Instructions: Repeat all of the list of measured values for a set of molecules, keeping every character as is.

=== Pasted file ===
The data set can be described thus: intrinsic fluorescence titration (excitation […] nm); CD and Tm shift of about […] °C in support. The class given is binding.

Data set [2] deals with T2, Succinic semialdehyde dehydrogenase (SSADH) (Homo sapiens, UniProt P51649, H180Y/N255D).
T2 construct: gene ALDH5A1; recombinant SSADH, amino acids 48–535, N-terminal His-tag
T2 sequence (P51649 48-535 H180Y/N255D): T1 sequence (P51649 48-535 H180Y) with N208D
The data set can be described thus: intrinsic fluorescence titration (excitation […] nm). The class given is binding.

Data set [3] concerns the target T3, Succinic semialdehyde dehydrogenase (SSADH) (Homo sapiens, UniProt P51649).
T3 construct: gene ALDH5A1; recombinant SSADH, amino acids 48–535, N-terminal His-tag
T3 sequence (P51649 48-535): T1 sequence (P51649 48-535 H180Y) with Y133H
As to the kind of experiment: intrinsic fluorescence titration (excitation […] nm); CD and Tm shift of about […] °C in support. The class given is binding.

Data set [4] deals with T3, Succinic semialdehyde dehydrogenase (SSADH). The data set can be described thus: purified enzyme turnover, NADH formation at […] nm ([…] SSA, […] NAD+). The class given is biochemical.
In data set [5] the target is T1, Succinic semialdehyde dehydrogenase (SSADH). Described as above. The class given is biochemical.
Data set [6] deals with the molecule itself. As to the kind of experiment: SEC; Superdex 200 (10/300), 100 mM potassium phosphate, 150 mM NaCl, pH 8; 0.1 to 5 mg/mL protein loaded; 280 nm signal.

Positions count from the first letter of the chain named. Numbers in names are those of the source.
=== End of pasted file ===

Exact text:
The data set can be described thus: intrinsic fluorescence titration (excitation […] nm); CD and Tm shift of about […] °C in support. The class given is binding.

Data set [2] deals with T2, Succinic semialdehyde dehydrogenase (SSADH) (Homo sapiens, UniProt P51649, H180Y/N255D).
T2 construct: gene ALDH5A1; recombinant SSADH, amino acids 48–535, N-terminal His-tag
T2 sequence (P51649 48-535 H180Y/N255D): T1 sequence (P51649 48-535 H180Y) with N208D
The data set can be described thus: intrinsic fluorescence titration (excitation […] nm). The class given is binding.

Data set [3] concerns the target T3, Succinic semialdehyde dehydrogenase (SSADH) (Homo sapiens, UniProt P51649).
T3 construct: gene ALDH5A1; recombinant SSADH, amino acids 48–535, N-terminal His-tag
T3 sequence (P51649 48-535): T1 sequence (P51649 48-535 H180Y) with Y133H
As to the kind of experiment: intrinsic fluorescence titration (excitation […] nm); CD and Tm shift of about […] °C in support. The class given is binding.

Data set [4] deals with T3, Succinic semialdehyde dehydrogenase (SSADH). The data set can be described thus: purified enzyme turnover, NADH formation at […] nm ([…] SSA, […] NAD+). The class given is biochemical.
In data set [5] the target is T1, Succinic semialdehyde dehydrogenase (SSADH). Described as above. The class given is biochemical.
Data set [6] deals with the molecule itself. As to the kind of experiment: SEC; Superdex 200 (10/300), 100 mM potassium phosphate, 150 mM NaCl, pH 8; 0.1 to 5 mg/mL protein loaded; 280 nm signal.

Positions count from the first letter of the chain named. Numbers in names are those of the source.